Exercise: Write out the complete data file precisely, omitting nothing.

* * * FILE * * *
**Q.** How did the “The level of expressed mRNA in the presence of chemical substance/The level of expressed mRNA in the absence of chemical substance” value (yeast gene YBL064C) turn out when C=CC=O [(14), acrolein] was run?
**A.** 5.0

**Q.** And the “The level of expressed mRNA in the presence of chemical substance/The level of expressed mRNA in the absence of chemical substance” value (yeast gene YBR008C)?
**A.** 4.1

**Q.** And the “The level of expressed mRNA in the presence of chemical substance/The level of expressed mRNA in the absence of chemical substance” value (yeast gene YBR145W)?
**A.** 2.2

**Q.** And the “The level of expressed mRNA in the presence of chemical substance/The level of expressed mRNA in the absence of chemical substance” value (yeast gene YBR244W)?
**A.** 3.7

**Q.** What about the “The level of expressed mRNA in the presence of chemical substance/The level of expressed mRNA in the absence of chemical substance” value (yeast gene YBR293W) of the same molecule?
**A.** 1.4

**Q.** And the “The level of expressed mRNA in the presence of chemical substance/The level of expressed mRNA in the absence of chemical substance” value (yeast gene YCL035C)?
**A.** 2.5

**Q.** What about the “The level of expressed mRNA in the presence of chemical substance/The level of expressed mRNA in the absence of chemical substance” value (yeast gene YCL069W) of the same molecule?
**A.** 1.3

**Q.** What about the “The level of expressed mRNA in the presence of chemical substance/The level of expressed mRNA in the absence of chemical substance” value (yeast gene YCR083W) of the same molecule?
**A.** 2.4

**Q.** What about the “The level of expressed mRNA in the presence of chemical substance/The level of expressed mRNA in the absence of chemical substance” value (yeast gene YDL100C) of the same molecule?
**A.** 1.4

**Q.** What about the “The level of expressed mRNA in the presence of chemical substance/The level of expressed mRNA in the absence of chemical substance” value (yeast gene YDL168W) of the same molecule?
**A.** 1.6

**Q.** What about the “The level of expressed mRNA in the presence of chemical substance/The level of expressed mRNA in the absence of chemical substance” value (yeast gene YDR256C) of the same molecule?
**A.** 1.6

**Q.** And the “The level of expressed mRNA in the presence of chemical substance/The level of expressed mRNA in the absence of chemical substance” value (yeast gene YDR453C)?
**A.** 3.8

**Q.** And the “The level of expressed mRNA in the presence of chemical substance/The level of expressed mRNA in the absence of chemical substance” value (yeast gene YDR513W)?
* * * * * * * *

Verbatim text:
**Q.** How did the “The level of expressed mRNA in the presence of chemical substance/The level of expressed mRNA in the absence of chemical substance” value (yeast gene YBL064C) turn out when C=CC=O [(14), acrolein] was run?
**A.** 5.0

**Q.** And the “The level of expressed mRNA in the presence of chemical substance/The level of expressed mRNA in the absence of chemical substance” value (yeast gene YBR008C)?
**A.** 4.1

**Q.** And the “The level of expressed mRNA in the presence of chemical substance/The level of expressed mRNA in the absence of chemical substance” value (yeast gene YBR145W)?
**A.** 2.2

**Q.** And the “The level of expressed mRNA in the presence of chemical substance/The level of expressed mRNA in the absence of chemical substance” value (yeast gene YBR244W)?
**A.** 3.7

**Q.** What about the “The level of expressed mRNA in the presence of chemical substance/The level of expressed mRNA in the absence of chemical substance” value (yeast gene YBR293W) of the same molecule?
**A.** 1.4

**Q.** And the “The level of expressed mRNA in the presence of chemical substance/The level of expressed mRNA in the absence of chemical substance” value (yeast gene YCL035C)?
**A.** 2.5

**Q.** What about the “The level of expressed mRNA in the presence of chemical substance/The level of expressed mRNA in the absence of chemical substance” value (yeast gene YCL069W) of the same molecule?
**A.** 1.3

**Q.** What about the “The level of expressed mRNA in the presence of chemical substance/The level of expressed mRNA in the absence of chemical substance” value (yeast gene YCR083W) of the same molecule?
**A.** 2.4

**Q.** What about the “The level of expressed mRNA in the presence of chemical substance/The level of expressed mRNA in the absence of chemical substance” value (yeast gene YDL100C) of the same molecule?
**A.** 1.4

**Q.** What about the “The level of expressed mRNA in the presence of chemical substance/The level of expressed mRNA in the absence of chemical substance” value (yeast gene YDL168W) of the same molecule?
**A.** 1.6

**Q.** What about the “The level of expressed mRNA in the presence of chemical substance/The level of expressed mRNA in the absence of chemical substance” value (yeast gene YDR256C) of the same molecule?
**A.** 1.6

**Q.** And the “The level of expressed mRNA in the presence of chemical substance/The level of expressed mRNA in the absence of chemical substance” value (yeast gene YDR453C)?
**A.** 3.8

**Q.** And the “The level of expressed mRNA in the presence of chemical substance/The level of expressed mRNA in the absence of chemical substance” value (yeast gene YDR513W)?